By Steven Eke
BBC Russian affairs analyst
Deaths in custody are not uncommon in Russia
The death in prison of a Russian lawyer has sparked bitter accusations of maltreatment of inmates.
Sergei Magnitsky, 37, who was being held on suspicion of conspiracy, died this week from what investigators say was acute heart failure.
It has since emerged he had repeatedly complained about prison authorities' refusal to allow him medical care.
Mr Magnitsky had acted for Hermitage Capital Management, once a leading foreign investor.
A spokeswoman for the Russian prosecutor's office says Mr Magnitsky's death was tragic and came as an absolute surprise.
She acknowledged that he had complained about prison conditions, which are often overcrowded and extremely unhygienic in Russia.
A statement from Hermitage said that he had also complained about being denied treatment for digestive problems.
Deaths in custody, sometimes involving ill-treatment, are not uncommon in Russia.
But Mr Magnitsky's role in defending Hermitage means that the case has drawn wider attention and immediate comment.
The leading Russian business daily, Vedomosti, has said the authorities were responsible for what it called a "medieval death".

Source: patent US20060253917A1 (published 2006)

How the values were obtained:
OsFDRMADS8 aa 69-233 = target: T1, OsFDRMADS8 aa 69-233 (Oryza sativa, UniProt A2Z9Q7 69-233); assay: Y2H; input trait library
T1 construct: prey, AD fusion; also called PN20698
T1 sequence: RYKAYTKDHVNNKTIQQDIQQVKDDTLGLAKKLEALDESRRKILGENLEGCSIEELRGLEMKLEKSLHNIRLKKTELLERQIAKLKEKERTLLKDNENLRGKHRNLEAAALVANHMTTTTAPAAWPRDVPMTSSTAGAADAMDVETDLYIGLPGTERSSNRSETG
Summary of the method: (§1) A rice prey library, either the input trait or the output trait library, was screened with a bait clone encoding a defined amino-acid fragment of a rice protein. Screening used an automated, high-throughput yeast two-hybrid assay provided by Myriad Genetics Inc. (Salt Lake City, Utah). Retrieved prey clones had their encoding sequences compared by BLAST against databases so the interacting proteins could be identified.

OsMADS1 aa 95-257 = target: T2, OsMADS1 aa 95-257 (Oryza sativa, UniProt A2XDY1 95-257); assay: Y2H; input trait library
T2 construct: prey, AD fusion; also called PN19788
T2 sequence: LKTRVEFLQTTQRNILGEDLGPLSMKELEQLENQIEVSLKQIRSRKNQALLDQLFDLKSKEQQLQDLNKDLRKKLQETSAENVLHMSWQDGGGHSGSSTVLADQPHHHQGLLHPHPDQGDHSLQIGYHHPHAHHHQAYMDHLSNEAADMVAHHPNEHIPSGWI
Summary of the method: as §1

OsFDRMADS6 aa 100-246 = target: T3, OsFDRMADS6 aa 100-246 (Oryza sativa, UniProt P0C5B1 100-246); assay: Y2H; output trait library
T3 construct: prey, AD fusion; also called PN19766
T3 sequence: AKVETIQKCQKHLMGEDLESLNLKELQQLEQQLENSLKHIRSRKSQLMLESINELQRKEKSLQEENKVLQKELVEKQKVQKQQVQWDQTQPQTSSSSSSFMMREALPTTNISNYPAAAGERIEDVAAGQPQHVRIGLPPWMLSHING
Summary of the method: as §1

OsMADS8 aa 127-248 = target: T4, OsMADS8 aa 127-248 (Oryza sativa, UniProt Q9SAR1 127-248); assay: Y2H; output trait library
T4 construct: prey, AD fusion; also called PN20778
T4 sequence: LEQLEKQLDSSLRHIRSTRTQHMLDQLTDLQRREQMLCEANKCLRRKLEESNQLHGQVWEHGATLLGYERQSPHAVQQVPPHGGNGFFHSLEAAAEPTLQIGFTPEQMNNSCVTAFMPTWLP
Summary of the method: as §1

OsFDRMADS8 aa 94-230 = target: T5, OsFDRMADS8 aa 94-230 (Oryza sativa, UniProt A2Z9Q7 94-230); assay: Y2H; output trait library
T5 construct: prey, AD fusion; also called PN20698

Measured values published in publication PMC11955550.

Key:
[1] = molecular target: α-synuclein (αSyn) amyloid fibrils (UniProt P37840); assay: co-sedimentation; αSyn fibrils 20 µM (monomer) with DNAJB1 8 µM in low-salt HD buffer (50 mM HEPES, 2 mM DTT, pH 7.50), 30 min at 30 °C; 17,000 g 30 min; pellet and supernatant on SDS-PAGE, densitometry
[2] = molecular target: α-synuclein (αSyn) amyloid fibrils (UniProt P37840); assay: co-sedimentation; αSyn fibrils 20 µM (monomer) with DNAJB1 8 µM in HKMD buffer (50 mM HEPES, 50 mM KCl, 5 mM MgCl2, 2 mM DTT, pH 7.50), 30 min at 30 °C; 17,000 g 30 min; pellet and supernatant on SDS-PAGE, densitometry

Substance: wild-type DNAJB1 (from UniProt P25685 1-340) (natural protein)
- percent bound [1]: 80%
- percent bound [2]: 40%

Meanwhile, a colleague from Mr Magnitsky's former Moscow legal practice said it showed there was no law in Russia.
Mr Magnitsky was arrested on suspicion of conspiracy after agreeing to defend Hermitage against alleged tax evasion.
Hermitage, the brainchild of US businessman William Browder, was one of the largest investment funds in Russia from the mid-1990s.
But in 2005 Mr Browder was banned from Russia as a threat to national security.
That was after Hermitage had gone public with accusations of large-scale corruption in state corporations.
Mr Browder says he was punished for being a threat to corrupt politicians and bureaucrats.
Since then, a number of Mr Browder's associates in Russia - as well as lawyers acting for his company - have been detained, beaten or robbed.
Lawyer Sergei Magnitsky is the first person involved in the case to have died.